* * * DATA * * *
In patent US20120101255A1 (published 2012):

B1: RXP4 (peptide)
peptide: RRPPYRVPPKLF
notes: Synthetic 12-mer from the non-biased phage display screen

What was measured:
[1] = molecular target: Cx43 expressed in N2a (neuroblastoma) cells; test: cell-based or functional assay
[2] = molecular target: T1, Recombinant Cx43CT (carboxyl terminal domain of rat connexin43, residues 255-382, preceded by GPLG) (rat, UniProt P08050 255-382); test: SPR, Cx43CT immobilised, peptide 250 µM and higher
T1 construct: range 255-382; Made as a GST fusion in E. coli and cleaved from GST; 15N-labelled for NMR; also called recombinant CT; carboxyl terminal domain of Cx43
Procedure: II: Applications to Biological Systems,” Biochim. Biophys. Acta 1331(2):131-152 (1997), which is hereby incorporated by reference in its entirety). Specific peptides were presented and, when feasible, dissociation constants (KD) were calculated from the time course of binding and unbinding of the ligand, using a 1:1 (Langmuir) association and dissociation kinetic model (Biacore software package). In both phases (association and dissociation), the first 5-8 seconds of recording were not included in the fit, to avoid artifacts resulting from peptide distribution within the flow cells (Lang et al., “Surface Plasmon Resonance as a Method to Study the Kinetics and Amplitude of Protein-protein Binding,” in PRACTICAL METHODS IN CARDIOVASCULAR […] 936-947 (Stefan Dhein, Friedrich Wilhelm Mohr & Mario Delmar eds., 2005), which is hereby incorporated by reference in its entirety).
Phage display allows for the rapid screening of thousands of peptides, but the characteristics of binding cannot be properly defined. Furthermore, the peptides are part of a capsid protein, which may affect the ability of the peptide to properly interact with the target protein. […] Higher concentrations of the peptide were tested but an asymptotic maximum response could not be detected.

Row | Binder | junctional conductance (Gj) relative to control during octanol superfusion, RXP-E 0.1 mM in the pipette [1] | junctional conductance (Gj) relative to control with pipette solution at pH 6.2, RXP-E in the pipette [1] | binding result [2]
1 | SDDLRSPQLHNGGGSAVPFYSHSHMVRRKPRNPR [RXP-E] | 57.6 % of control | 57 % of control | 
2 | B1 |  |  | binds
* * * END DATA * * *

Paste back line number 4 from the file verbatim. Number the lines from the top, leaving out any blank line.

notes: Synthetic 12-mer from the non-biased phage display screen